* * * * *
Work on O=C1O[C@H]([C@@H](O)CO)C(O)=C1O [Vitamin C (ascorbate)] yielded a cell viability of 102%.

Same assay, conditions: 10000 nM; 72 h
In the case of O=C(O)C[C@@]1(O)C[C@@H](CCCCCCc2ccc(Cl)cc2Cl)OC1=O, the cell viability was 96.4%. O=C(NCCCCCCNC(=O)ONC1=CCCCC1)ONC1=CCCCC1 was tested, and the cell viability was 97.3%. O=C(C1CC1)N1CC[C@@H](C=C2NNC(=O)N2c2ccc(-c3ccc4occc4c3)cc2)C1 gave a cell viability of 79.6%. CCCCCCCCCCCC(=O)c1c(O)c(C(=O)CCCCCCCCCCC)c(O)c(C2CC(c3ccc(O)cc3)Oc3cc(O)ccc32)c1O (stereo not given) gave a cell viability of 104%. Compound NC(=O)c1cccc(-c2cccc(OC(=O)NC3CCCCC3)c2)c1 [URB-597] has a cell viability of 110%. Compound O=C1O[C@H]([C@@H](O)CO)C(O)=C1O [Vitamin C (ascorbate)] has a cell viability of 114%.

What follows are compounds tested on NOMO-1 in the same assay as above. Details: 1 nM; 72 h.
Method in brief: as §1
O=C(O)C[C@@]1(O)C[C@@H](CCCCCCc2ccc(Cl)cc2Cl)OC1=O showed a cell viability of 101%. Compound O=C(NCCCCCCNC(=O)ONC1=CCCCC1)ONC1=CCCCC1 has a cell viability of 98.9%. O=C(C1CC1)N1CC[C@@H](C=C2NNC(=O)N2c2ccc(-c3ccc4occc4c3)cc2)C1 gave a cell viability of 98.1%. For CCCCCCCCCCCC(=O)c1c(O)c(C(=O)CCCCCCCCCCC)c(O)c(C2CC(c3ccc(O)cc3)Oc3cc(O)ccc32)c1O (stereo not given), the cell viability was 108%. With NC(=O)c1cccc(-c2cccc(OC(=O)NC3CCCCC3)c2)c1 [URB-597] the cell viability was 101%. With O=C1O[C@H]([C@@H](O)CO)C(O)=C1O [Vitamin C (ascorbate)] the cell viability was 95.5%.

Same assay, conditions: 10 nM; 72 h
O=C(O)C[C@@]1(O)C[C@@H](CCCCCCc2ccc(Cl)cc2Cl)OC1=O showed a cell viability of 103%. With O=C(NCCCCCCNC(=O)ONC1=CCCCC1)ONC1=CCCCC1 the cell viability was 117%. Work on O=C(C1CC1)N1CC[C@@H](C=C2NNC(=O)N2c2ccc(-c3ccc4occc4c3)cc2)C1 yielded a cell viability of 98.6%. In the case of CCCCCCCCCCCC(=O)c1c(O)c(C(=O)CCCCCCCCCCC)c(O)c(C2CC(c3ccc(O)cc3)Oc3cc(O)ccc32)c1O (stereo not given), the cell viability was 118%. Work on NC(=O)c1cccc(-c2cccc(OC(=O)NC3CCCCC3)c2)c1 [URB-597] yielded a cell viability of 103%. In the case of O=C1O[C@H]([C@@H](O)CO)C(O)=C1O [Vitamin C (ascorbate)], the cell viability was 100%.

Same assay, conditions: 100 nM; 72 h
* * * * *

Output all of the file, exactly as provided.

Work on O=C1O[C@H]([C@@H](O)CO)C(O)=C1O [Vitamin C (ascorbate)] yielded a cell viability of 102%.

Same assay, conditions: 10000 nM; 72 h
In the case of O=C(O)C[C@@]1(O)C[C@@H](CCCCCCc2ccc(Cl)cc2Cl)OC1=O, the cell viability was 96.4%. O=C(NCCCCCCNC(=O)ONC1=CCCCC1)ONC1=CCCCC1 was tested, and the cell viability was 97.3%. O=C(C1CC1)N1CC[C@@H](C=C2NNC(=O)N2c2ccc(-c3ccc4occc4c3)cc2)C1 gave a cell viability of 79.6%. CCCCCCCCCCCC(=O)c1c(O)c(C(=O)CCCCCCCCCCC)c(O)c(C2CC(c3ccc(O)cc3)Oc3cc(O)ccc32)c1O (stereo not given) gave a cell viability of 104%. Compound NC(=O)c1cccc(-c2cccc(OC(=O)NC3CCCCC3)c2)c1 [URB-597] has a cell viability of 110%. Compound O=C1O[C@H]([C@@H](O)CO)C(O)=C1O [Vitamin C (ascorbate)] has a cell viability of 114%.

What follows are compounds tested on NOMO-1 in the same assay as above. Details: 1 nM; 72 h.
Method in brief: as §1
O=C(O)C[C@@]1(O)C[C@@H](CCCCCCc2ccc(Cl)cc2Cl)OC1=O showed a cell viability of 101%. Compound O=C(NCCCCCCNC(=O)ONC1=CCCCC1)ONC1=CCCCC1 has a cell viability of 98.9%. O=C(C1CC1)N1CC[C@@H](C=C2NNC(=O)N2c2ccc(-c3ccc4occc4c3)cc2)C1 gave a cell viability of 98.1%. For CCCCCCCCCCCC(=O)c1c(O)c(C(=O)CCCCCCCCCCC)c(O)c(C2CC(c3ccc(O)cc3)Oc3cc(O)ccc32)c1O (stereo not given), the cell viability was 108%. With NC(=O)c1cccc(-c2cccc(OC(=O)NC3CCCCC3)c2)c1 [URB-597] the cell viability was 101%. With O=C1O[C@H]([C@@H](O)CO)C(O)=C1O [Vitamin C (ascorbate)] the cell viability was 95.5%.

Same assay, conditions: 10 nM; 72 h
O=C(O)C[C@@]1(O)C[C@@H](CCCCCCc2ccc(Cl)cc2Cl)OC1=O showed a cell viability of 103%. With O=C(NCCCCCCNC(=O)ONC1=CCCCC1)ONC1=CCCCC1 the cell viability was 117%. Work on O=C(C1CC1)N1CC[C@@H](C=C2NNC(=O)N2c2ccc(-c3ccc4occc4c3)cc2)C1 yielded a cell viability of 98.6%. In the case of CCCCCCCCCCCC(=O)c1c(O)c(C(=O)CCCCCCCCCCC)c(O)c(C2CC(c3ccc(O)cc3)Oc3cc(O)ccc32)c1O (stereo not given), the cell viability was 118%. Work on NC(=O)c1cccc(-c2cccc(OC(=O)NC3CCCCC3)c2)c1 [URB-597] yielded a cell viability of 103%. In the case of O=C1O[C@H]([C@@H](O)CO)C(O)=C1O [Vitamin C (ascorbate)], the cell viability was 100%.

Same assay, conditions: 100 nM; 72 h